(first posted 7/12/2014) If you pay much attention to pop culture, you’ve undoubtedly noticed that a certain vision of nerdiness is passed off as sexy. In a typical example, the profoundly unattractive protagonists of Big Bang Theory manage to keep their traditionally attractive neighbor handy at all times. But this is disingenuous when describing a social experience defined by rejection and the charm of nerdiness is lost given too many attempts to redeem it using sex appeal. Much better to go full-on dork or full-on sexpot, in my opinion, and Nissan must have felt the same throughout much of the 1980s. Hence a car lineup defined at one end by the Z-car and, at the other end, by the Stanza and Sentra.
That Subaru lurking in the background begs the question: is there a difference between nerdiness and other kinds of rejection? In the automotive landscape of the 1980s and early ’90s, Subarus were falling out of favor next to the sort of understated, top-drawer chicness epitomized by the average Honda of the era, but they had a dedicated cult following and have emerged over the past decade as the default hip choice. I’ve actually begun to find them to be a very annoying cultural signifier, despite my deep respect for their engineering. The Stanza, on the other hand, had no real reputation to speak of and made no attempt to stake out an identity, despite being extremely competent and, for that, I’ve always loved them.
If the early ’80s car market were a high school, that Subaru would be the hip, young literature teacher while this Stanza would conduct the orchestra in whichever closet the school district provided. Success, unfortunately, requires self-promotion and cars like this did Nissan absolutely zero favors in the US market.
Why pursue such dowdy product design in an image-driven market? Well, we’ve dabbled in analyzing Nissan’s highs and lows in the US market a bit recently, and perhaps the most important take-away is that, as Japan’s erstwhile number-two automaker, tremendously popular at home and other East Asian capitalist markets (like Taiwan), conservative style was the order of the day.
Real embodiment of Nissan’s city-slicker chic in home markets was promoted by selling gizmo-laden, high-zoot variants of cars like these. Out here, though, adapting these designs to sell in a market where Datsun was primarily known for economy meant peddling the ultimate in appliances (aside from halo models like the Z). Hence, dowdy cars like this Stanza and the Sentra.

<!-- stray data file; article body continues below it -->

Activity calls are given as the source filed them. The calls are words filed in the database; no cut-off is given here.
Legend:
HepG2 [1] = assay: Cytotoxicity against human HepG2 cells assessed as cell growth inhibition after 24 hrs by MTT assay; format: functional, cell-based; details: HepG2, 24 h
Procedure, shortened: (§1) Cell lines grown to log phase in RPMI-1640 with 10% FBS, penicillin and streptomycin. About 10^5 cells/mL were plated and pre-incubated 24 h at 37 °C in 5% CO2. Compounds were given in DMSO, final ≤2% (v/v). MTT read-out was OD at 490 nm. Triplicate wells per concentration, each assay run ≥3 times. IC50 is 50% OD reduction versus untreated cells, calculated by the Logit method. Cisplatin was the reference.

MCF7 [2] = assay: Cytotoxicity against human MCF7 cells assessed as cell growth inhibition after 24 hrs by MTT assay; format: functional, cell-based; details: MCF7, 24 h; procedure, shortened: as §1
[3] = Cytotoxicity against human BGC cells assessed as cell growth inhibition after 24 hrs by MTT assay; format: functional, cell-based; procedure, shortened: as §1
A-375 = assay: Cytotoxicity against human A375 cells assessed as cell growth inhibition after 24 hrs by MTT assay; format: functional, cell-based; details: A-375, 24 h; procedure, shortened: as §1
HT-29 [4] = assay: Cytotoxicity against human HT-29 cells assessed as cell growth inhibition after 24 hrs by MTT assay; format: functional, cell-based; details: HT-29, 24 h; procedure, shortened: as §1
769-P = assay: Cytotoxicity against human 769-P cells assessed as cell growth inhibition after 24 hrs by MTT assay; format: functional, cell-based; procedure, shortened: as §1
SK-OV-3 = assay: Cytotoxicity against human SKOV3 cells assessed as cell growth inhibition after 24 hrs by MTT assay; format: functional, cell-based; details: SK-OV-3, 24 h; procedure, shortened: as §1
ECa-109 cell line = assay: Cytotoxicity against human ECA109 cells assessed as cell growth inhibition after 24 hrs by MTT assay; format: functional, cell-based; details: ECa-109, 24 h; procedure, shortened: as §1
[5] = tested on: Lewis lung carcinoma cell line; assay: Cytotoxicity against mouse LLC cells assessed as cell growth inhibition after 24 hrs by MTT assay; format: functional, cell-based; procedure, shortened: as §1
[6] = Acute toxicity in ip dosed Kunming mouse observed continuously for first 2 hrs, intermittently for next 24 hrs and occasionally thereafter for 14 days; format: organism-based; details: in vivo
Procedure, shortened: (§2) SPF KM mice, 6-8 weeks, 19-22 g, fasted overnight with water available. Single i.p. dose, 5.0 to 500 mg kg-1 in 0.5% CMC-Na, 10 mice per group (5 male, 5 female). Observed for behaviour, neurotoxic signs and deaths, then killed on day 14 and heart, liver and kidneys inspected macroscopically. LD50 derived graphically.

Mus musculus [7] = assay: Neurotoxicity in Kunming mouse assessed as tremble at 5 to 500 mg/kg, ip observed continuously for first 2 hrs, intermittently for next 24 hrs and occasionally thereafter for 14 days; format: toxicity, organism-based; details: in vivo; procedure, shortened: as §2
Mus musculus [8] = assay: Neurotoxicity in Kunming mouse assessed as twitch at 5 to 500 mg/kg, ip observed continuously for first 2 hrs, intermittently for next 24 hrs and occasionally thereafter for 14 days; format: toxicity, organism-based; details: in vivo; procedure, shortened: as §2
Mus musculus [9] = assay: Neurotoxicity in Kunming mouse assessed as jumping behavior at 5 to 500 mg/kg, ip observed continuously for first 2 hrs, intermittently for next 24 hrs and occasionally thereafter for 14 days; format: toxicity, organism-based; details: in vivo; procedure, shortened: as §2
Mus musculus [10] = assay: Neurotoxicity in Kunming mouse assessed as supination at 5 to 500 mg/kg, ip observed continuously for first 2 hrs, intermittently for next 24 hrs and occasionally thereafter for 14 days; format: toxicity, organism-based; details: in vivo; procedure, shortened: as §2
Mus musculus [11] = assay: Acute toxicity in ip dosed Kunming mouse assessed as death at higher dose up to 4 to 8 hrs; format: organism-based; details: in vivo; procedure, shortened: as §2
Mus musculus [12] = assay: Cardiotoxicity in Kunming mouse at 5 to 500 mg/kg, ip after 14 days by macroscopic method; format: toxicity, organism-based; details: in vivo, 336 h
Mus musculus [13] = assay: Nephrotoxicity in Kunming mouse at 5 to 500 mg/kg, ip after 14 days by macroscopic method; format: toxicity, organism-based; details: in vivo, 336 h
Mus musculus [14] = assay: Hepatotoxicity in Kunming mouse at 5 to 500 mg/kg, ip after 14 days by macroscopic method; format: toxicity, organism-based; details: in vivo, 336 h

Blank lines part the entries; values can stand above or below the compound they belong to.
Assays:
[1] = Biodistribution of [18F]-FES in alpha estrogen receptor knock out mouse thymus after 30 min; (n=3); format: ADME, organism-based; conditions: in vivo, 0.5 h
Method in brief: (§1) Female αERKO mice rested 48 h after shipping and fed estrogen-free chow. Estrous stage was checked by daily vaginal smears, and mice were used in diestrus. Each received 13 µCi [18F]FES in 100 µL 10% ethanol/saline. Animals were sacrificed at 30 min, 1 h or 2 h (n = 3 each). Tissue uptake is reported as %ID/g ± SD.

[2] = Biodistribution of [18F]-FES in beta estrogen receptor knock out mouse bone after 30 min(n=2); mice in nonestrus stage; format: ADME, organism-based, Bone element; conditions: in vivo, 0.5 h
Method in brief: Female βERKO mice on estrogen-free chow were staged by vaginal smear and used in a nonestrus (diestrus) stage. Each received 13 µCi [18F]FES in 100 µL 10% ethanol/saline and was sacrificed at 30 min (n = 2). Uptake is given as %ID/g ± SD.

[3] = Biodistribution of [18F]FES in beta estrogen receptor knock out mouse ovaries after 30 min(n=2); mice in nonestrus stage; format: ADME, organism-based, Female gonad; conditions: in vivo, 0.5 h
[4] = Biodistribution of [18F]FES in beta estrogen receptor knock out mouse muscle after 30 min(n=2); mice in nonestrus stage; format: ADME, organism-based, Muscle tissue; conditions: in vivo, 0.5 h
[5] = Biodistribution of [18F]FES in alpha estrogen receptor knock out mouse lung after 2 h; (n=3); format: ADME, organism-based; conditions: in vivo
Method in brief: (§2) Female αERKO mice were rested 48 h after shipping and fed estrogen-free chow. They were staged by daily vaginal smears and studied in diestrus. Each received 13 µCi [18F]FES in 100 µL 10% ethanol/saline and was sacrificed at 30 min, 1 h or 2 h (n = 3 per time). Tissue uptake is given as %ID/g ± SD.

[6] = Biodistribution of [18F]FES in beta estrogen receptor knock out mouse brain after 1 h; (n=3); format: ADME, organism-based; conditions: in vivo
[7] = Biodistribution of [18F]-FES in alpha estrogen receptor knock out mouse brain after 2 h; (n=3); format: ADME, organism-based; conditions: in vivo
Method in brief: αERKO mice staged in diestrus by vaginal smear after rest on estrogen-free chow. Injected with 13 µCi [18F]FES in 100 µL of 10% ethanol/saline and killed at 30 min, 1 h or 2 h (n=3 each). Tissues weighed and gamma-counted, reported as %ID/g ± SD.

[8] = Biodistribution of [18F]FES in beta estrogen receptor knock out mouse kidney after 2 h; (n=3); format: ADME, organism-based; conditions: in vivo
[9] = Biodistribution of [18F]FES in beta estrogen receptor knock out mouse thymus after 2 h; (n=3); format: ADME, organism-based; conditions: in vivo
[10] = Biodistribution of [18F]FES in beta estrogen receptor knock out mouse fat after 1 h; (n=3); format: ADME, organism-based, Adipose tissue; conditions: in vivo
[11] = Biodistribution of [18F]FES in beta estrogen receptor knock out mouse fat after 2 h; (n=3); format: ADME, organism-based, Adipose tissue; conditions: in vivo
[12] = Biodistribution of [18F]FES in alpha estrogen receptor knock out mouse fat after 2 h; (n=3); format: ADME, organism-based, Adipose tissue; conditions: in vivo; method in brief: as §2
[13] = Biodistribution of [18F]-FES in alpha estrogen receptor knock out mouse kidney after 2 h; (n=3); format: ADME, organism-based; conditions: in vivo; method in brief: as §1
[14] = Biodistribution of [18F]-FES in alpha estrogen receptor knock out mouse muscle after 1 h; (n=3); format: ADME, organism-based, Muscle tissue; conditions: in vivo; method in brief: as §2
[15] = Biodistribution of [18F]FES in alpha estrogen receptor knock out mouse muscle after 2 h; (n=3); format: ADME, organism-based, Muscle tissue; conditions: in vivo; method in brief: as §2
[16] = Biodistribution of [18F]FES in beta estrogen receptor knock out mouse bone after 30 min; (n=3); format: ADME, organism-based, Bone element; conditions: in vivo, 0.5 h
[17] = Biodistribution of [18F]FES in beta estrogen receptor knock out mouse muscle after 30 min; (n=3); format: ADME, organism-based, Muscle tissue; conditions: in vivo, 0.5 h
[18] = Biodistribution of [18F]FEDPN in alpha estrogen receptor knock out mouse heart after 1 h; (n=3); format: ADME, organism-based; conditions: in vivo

All Japanese manufacturers operated in this manner, but some much less than others. Honda, for instance, never had the sort of home market presence as Nissan and was a much less marketing-driven firm (until the mid ’90s rolled around). So their approach–to rely less on the home market and focus on class-leading compacts–meant that their more modestly outfitted North American specials had style and substance which made them more popular, respectable and profitable. They also enjoyed somewhat more prestige in Europe.
Nissan was by no means unique in its priorities; a lot of the dowdiness which characterized Toyota’s mainstream models was rooted in the same Japanese home market preference for conservatively styled cars with lots of gadgets. But unlike Nissan, some attention was given to making cars like the Corolla and Camry palatable to Americans (consider that we never got the front-drive Corona, for instance, or that the Camry and Corolla were given some rounded edges and sixteen-valve engines around the same time this Stanza’s successor was given a neo-gothic makeover).
This interior of this low trim level Stanza is case in point of how the company operated. Someone bought this because it was a well-built car that was close enough to the class-leading Accord. Nevermind that dealers didn’t make similar profits or move as many units, the Yen was cheap and any number sold brought some money to headquarters in Yokohama.
To a lesser extent, one could have said the same about cars like the first-generation Camry, and for both Nissan and Toyota, with such a large variety of more expensive models (like the Supra, 810, Cressida, 280Z, etc.) which Honda did not have, there were other paths to big profits, even if it meant not having the most sensational compact cars. It’s an unfortunate coincidence that the home market name for one variant of the Stanza was Auster, because austere is exactly what these cars were.
But the sad thing is, these weren’t bad cars, just unfashionable. This generation Stanza was fully competitive, even if the following generation was somewhat underpowered (moving to a rebodied version of the heavier Bluebird chassis, the extended-nosed, V6-powered version of which we got as the 1985 Maxima; Nissan genealogy is a tad complicated) and over decorated.
The final version of the nameplate we saw between 1989 and 1992 was actually sporty in its manners, even if it was dull to look at. But the same Asia-Pacific focus remained, making the nameplate increasingly irrelevant. Who was the last person you know who owned a Stanza, and do you remember them feeling any passion toward it?
It was a shock to many casual observers when Nissan went bankrupt in 1998, but the fact of the matter was that cars like this eventually did the company in in the US market. Once the Yen rose and the bottom fell out of the sports car market, there were few paths to profit for Yokohama’s finest in the US. But for fans of the brand, even these dowdiest of Nissans have a pocket-protector charm which is hard to deny.